We’ve looked at high profile names for whom the term ‘soft-skills’ could have been penned for but what about those in the limelight who struggle to reconcile the necessary public persona with their natural personality? We take a look at iconic 20s/30s film star Greta Garbo.
There are many stars who are immortalised by a single line delivered in glorious technicolour; de Niro’s “You talkin’ to me”, Humphrey Bogart’s “Here’s looking at you kid”, Patrick Swayze’s “Nobody puts Baby in a corner” and of course, Garbo’s “I want to be alone” back in 1932.
There are very few stars, however, whose signature line sums up their personality quite so succinctly. Born Greta Gustafsson in Sweden on the 18 September 1905, Garbo was the darling of the burgeoning film industry for around 20 years before completely turning her back on fame.
This was an unusual step, certainly by the standards of the celebrity culture of today, but perhaps in Garbo’s case one that was necessary to preserve or claw back her sense of self.
Garbo had a modest, poor background so to say that she was unprepared to be thrust into an unfamiliar world when she was ‘discovered’ by director Mauritz Stiller and subsequently moulded into his ideal would be an understatement.
Whilst this type of extreme modification of another’s personality and behaviour is thankfully not common within corporate settings, as managers we can be guilty of attempting to force staff into our own moulds in an attempt to produce a team of ‘mini mes’ ready and willing to do our bidding.
And as individuals, our admiration for a strong leader can cause us to emulate their soft skills style; their ways of behaving and interacting with others through vocabulary, mannerisms, tone and so forth.
The difficulty with trying to be someone that you are not (or forcing another to do so) is that very often it just doesn’t feel authentic. Like picking up a pair of shoes from the lost property cupboard, the sizing isn’t quite right.
To be your best self, remember to keep it authentic.
For Garbo, being a gifted actress, she was able to pull off the new svelte figure, name, styling and dictates on what to say and think with apparent ease, but for most of us, that we are wearing another’s shoes will be immediately obvious.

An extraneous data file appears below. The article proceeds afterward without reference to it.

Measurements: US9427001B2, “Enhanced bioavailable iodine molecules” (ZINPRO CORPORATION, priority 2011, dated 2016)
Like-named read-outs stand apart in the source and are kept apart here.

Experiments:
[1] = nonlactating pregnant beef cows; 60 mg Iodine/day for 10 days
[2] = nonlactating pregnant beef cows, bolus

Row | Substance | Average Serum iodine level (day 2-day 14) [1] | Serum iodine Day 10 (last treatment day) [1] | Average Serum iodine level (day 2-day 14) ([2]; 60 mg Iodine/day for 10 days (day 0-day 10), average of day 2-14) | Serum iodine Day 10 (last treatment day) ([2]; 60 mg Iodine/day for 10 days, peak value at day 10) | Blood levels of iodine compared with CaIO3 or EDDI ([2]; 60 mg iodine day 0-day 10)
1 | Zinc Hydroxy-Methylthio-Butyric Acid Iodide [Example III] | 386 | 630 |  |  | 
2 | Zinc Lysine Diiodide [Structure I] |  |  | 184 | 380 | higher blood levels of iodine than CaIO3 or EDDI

Being young and innocent or not immediately exhibiting the characteristics that Stiller so desired of his young star, perhaps Garbo did require a little development in her soft skills but the leap she made was evidently too much, too soon.
And what can Garbo’s experience teach us? It is unlikely that your plan is to debut on the big screen, but you might feel that your soft skills need an update. Maybe you’d like to deliver presentations with more personality or simply be able to make curmudgeonly Ken in the office crack a smile once in a while, the advice would be to go for it, but keep it authentic.
If you’re naturally quiet, aim for quietly authoritative, if you struggle with public speaking work on pace and speed to subtly amend your natural delivery, and if you find small talk difficult practice it with friends and colleagues before you have to engage in networking events.
Greta Garbo sadly passed away in New York City on the 15th April 1990, aged 84, after 50 years out of the public eye, even eschewing picking up an honorary Oscar in 1955, not an occasion many would miss out on!
For Garbo the demands of fame became a price that she was unwilling to pay. It is possible to improve your soft skills. It is even possible to morph them into something so unrecognisable that they become exhausting and impossible to maintain.
But to be your best self, remember to keep it authentic.